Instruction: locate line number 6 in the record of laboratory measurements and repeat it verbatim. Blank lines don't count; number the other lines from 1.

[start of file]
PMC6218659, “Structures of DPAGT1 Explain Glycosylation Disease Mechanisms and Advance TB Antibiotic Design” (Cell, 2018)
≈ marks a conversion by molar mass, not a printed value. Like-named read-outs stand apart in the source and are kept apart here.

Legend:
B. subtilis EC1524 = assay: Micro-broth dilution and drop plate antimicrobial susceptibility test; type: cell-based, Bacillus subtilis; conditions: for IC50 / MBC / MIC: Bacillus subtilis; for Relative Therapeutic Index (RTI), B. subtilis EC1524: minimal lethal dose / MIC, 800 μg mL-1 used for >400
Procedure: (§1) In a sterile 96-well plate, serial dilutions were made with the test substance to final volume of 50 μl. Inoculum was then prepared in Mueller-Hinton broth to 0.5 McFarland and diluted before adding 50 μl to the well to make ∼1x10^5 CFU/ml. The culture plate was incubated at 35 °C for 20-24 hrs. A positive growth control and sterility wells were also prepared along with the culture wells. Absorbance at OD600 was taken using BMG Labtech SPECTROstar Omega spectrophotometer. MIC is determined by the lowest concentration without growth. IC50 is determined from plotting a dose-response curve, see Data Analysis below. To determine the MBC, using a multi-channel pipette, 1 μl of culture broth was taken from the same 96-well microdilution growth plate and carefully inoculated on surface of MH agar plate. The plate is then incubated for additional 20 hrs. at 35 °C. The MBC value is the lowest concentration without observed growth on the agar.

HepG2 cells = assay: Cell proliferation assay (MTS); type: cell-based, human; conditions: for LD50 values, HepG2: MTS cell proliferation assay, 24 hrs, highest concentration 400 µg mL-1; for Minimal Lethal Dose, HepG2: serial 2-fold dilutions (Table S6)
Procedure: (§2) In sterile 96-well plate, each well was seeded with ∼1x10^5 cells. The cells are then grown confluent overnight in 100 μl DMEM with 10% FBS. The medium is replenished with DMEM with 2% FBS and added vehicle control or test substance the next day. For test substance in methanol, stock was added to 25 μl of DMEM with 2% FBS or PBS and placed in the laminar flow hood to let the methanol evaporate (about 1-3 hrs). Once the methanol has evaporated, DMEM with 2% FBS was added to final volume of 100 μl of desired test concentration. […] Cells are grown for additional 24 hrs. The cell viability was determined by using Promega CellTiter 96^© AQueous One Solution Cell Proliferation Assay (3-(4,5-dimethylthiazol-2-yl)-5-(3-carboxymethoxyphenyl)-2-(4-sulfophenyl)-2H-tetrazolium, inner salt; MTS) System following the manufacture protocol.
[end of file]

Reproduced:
HepG2 cells = assay: Cell proliferation assay (MTS); type: cell-based, human; conditions: for LD50 values, HepG2: MTS cell proliferation assay, 24 hrs, highest concentration 400 µg mL-1; for Minimal Lethal Dose, HepG2: serial 2-fold dilutions (Table S6)